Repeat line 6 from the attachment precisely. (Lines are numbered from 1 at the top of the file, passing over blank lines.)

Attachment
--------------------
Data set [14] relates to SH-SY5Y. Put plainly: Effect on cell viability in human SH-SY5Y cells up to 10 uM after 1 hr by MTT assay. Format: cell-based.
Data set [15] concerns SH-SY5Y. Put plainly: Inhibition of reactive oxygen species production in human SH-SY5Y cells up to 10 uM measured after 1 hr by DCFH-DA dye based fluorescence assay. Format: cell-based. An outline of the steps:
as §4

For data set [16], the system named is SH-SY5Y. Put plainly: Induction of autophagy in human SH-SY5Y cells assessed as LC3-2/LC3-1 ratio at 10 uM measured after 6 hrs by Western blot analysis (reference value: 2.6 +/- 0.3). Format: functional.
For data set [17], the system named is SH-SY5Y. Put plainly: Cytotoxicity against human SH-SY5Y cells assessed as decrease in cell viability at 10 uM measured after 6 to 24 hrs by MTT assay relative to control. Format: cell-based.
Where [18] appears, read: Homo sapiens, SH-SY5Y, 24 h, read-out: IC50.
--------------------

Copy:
Where [18] appears, read: Homo sapiens, SH-SY5Y, 24 h, read-out: IC50.